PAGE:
Like
1Likes
Like

Posted 21 October 2011 - 05:50 AM

Might I suggest reading some history books?

"tax collector", as an example, was not really a medieval office.

Firstly very few people had noticeable monetary incomes. So there was no universal income tax. Much of the taxation arrived as duties levied on various things -- England, for example, taxed wool exports. These were usually imposed on things that were easy to find -- wool export needs a port, it's fairly easy therefore to see it happening.

Collection of the monies was delegated down through various structures to people such as bailiffs (typically non-landholding tax collectors), sheriffs (landowners who also collected taxes, and also ran local courts) and coroners (in addition to their duties investigating deaths). There was also a scheme of purchasing the rights to collect taxes. For a pre-determined price one would buy from one's Lord the right to tax others; any excess monies collected over the purchase price were your reward. Similarly some grants of land included the right/obligation to collect tax from subholders.

Very rich landowners were expected to pay an amount of money determined by the worth of their holdings. So a landholder with land worth 5000 pounds a year might be required to pay a tenth of that. Terms were somewhat flexible, and the payment might be in money or goods or personal military service or by supplying soldiers or by various other means. These taxes were granted by parliament on a case by case basis -- some years a fifteenth would suffice. In wartime a tenth. One year the King proposed an eighth and nearly provoked a revolution..

In other areas, the church might be responsible for gathering taxation at a local level (the ecclesiastical tenth) and funnelling the money to deliver both to the church structures themselves and also to the King's wardrobe.

So, "tax collector" isn't a medieval job. "steward" (working for a lord running his estates and also collecting taxes), "sheriff" or "coroner" would all be jobs which may include collecting taxes. "bailiff" isn't an office, it's a sort of collective title -- "mayors" are also sometimes included in the term but at various through medieval England it also referred to those who administered a hundred.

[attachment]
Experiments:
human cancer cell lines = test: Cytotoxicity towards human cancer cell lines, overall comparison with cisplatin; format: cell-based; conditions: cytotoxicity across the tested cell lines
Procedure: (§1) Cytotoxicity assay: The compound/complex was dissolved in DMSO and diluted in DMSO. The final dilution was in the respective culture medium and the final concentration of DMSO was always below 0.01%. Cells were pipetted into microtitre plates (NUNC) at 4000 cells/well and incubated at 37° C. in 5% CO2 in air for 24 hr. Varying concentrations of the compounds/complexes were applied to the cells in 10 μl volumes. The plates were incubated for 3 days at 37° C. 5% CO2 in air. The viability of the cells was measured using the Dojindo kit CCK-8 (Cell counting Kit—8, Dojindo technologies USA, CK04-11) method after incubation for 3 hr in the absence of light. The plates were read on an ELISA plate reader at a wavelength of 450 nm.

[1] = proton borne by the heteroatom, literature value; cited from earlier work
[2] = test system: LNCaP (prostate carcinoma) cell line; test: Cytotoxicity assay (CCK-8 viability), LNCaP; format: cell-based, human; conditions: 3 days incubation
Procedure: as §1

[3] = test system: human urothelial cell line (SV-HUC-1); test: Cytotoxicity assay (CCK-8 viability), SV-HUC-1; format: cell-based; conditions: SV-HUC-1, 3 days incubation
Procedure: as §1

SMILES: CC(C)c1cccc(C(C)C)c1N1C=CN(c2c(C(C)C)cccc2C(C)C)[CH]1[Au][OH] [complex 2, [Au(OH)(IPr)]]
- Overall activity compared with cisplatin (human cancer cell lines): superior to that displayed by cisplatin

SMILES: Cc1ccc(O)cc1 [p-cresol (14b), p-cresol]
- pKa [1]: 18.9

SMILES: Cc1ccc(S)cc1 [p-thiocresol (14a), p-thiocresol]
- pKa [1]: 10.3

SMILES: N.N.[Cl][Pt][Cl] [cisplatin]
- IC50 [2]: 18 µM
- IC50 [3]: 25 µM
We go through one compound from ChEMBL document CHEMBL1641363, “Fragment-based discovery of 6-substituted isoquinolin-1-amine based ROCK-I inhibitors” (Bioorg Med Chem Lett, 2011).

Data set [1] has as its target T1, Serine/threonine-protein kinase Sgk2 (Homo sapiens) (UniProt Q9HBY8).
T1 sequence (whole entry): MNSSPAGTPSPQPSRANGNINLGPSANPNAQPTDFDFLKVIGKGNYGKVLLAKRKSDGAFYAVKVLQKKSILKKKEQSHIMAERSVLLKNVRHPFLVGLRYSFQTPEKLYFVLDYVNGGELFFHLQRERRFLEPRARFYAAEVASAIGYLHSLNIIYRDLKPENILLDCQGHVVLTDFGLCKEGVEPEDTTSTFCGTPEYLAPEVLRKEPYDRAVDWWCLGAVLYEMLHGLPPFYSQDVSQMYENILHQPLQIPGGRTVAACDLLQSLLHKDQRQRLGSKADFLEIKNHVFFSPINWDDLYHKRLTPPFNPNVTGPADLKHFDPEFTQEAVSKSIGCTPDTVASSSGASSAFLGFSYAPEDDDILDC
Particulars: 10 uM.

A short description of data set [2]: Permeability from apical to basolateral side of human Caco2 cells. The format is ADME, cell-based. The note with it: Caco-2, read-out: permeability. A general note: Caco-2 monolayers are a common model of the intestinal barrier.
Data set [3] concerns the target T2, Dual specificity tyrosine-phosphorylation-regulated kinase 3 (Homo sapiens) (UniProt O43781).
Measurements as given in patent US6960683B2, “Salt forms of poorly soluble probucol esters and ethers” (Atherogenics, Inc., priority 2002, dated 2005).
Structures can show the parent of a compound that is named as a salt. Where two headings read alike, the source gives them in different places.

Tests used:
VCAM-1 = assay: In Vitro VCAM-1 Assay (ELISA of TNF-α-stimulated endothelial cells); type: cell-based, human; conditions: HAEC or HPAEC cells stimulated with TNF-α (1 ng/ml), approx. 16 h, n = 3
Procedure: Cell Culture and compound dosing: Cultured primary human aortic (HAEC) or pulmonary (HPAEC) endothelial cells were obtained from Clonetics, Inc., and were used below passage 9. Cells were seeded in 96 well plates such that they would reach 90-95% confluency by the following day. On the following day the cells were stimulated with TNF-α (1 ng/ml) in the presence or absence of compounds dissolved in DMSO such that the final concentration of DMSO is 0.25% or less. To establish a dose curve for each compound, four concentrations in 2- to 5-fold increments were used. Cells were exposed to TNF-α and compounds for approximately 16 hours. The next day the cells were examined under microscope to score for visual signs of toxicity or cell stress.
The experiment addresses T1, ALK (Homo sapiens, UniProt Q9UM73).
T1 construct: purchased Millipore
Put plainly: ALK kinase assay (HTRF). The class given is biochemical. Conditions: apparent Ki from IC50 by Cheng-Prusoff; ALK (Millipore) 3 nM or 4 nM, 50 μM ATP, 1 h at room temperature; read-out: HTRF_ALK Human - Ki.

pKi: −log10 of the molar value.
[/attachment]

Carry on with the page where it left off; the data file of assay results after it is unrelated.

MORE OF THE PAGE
These sorts of things are complicated and if you want to be realistic, you shouldn't be just making them up based on a sort of SCA view of what was actually quite a long period of history.

Might I suggest reading history books of more than one country? :) That's British system, don't generalize it to all nations. Sheriffs existed only in England as far as I know. Tax collector is a general name for that office type that fit with various kingdoms more. Also, you completely ignored merchants, just as if everyone back then was a feudal lord or a peasant. Cities basicly always had taxes for their residents (plus, these usually had no lord to whom they could pay taxes, at least the big and rich cities which bought their city rights).

As for tarrifs (tax on exports), I think it was named some other way "custom officer"? And that's definitely a separate office from a tax collector.

Europe1300.eu - Historical Realistic Medieval Sim (RELEASED!)


#5 Katie   Members   -  Reputation: 1359

Like
0Likes
Like

Posted 23 October 2011 - 02:12 AM

"That's British system"

That's because I'm a British historian...

#6 wodinoneeye   Members   -  Reputation: 857

Like
0Likes
Like

Posted 24 October 2011 - 04:46 AM

Sheriff (shortened from Shire Reave) http://en.wikipedia.org/wiki/Reeve_(England)

Bailiff http://en.wikipedia.org/wiki/Bailiff

Sexton http://en.wikipedia.org/wiki/Sexton_(office)


master of the horse

judge

deputy X

Sergeant

Guild Master

burgermeister

Elder

magistrate

Jurist

knight

Szlachta

magnate

Councilor

mayor
--------------------------------------------Ratings are Opinion, not Fact




Old topic!
Guest, the last post of this topic is over 60 days old and at this point you may not reply in this topic. If you wish to continue this conversation start a new topic.



PARTNERS